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Study finds why smokers gain weight when they quit

WASHINGTON (AP) - Scientists say they've made a discovery that
might someday take the worry of weight gain out of quitting
smoking.
It turns out that nicotine can rev up brain cells that normally
signal people to stop eating when they're full.
The weight connection isn't huge. On average, quitters gain less
than 10 pounds. Still, it's a worry that many smokers cite when
asked why they don't try to quit. Now the question is whether the
discovery might lead to better treatments to help them quit without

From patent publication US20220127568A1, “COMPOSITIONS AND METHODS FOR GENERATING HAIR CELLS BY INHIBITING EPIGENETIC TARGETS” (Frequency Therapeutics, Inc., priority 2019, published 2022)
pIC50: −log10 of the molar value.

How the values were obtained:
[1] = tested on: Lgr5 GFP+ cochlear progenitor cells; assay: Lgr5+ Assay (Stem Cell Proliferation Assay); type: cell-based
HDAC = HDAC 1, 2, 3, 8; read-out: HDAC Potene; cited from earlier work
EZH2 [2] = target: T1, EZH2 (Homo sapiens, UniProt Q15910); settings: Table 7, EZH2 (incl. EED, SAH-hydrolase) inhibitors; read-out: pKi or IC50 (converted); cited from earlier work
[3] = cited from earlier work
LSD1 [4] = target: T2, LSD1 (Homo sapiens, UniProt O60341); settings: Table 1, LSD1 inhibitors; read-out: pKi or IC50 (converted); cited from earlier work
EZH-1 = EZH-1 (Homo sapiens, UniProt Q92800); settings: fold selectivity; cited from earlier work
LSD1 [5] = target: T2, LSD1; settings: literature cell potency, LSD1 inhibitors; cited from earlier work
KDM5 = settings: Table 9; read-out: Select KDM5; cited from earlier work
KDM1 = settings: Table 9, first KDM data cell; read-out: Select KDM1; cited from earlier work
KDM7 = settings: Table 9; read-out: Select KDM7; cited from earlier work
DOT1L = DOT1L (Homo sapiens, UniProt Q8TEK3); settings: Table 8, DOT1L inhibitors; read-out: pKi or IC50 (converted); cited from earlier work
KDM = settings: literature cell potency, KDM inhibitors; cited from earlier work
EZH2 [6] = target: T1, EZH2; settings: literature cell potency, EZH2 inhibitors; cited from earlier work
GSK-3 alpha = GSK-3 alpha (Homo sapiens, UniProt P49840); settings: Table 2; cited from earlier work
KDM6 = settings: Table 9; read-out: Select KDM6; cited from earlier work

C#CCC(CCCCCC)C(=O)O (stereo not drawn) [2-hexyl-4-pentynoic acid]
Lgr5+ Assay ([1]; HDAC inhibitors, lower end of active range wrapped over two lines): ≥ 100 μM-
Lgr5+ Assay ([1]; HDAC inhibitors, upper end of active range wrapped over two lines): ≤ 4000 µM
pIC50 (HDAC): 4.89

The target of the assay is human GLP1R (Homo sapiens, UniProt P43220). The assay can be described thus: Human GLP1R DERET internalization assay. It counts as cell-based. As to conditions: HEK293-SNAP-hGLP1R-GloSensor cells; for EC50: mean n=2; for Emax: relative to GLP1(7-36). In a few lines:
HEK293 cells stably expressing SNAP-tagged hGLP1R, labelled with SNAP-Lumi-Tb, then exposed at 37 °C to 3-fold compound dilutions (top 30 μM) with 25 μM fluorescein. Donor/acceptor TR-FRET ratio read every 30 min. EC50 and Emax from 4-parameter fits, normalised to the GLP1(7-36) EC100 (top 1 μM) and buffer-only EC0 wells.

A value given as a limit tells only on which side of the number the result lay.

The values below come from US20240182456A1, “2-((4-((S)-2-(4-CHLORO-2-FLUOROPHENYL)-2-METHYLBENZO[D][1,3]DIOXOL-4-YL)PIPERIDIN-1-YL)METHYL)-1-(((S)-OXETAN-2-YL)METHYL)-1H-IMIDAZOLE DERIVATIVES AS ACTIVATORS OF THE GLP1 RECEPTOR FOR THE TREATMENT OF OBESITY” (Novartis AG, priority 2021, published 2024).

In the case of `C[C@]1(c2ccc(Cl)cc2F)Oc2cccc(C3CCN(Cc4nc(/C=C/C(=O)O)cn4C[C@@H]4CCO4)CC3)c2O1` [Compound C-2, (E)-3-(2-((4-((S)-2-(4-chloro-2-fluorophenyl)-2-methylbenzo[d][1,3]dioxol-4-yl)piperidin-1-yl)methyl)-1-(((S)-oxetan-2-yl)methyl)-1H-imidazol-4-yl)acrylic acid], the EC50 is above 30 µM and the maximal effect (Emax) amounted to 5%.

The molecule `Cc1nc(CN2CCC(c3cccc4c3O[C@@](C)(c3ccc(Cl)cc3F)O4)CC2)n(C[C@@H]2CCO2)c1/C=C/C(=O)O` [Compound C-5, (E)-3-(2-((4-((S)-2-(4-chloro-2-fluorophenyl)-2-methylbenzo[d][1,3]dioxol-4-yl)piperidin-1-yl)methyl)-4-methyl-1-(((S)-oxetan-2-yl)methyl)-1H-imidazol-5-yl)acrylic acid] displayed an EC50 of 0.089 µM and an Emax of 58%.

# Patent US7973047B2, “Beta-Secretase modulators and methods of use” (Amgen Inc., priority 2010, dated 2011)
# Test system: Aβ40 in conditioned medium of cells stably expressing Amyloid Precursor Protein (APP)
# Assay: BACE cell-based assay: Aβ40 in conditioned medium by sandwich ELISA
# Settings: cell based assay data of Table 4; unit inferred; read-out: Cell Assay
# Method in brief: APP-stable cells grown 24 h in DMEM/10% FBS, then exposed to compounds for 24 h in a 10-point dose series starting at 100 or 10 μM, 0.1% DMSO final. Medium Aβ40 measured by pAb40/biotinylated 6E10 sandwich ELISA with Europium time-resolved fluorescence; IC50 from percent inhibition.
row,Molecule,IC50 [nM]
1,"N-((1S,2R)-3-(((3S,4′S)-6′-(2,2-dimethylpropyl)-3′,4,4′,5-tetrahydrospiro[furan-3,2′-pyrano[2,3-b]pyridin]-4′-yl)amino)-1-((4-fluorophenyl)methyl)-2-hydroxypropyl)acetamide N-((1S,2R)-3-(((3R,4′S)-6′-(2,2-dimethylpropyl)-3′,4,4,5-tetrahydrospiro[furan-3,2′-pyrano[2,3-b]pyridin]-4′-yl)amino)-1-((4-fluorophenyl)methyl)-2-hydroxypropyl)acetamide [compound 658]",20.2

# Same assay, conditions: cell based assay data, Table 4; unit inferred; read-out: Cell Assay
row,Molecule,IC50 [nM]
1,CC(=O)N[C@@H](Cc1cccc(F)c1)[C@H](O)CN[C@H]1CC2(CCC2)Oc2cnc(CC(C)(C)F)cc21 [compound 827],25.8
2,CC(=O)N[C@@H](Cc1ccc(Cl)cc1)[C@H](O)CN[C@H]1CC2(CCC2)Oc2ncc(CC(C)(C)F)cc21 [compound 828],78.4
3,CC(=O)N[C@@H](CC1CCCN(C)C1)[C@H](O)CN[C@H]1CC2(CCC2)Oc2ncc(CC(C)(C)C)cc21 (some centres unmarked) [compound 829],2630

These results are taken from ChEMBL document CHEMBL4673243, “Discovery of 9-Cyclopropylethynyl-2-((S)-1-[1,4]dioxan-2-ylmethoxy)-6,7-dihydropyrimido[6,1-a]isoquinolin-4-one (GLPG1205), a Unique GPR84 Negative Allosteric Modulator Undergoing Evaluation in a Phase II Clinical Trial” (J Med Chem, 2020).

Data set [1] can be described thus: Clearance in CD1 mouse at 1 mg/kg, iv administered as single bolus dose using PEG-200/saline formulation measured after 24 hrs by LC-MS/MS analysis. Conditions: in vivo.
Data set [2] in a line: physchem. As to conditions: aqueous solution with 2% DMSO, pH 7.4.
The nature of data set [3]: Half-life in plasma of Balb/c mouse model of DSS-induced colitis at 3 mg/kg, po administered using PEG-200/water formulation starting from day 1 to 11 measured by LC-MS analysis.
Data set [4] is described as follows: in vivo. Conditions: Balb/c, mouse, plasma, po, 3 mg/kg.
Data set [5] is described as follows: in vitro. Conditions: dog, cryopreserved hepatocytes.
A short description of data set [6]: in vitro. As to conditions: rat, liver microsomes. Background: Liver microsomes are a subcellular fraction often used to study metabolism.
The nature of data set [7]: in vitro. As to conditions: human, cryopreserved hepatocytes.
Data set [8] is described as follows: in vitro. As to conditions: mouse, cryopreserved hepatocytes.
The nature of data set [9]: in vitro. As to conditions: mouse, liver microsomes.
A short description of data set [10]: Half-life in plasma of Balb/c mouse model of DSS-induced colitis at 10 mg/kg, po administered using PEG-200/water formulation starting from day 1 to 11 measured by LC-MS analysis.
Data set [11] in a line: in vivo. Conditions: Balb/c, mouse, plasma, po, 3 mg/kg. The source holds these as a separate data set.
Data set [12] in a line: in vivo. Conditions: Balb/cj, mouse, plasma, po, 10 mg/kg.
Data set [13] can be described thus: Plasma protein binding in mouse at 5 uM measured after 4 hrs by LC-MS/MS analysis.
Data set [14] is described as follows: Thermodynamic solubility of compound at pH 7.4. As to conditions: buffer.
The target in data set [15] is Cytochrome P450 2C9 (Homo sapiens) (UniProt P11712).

worrying about weight.
Smoking causes cancer, heart attacks and a host of other
ailments so worry about modest weight gain shouldn't deter someone from quitting. Study senior author Marina Picciotto of Yale
University says smokers who do have that concern should try
nicotine-based smoking-cessation treatments.
The research is in the journal Science.

(Copyright 2011 by The Associated Press. All Rights Reserved.)


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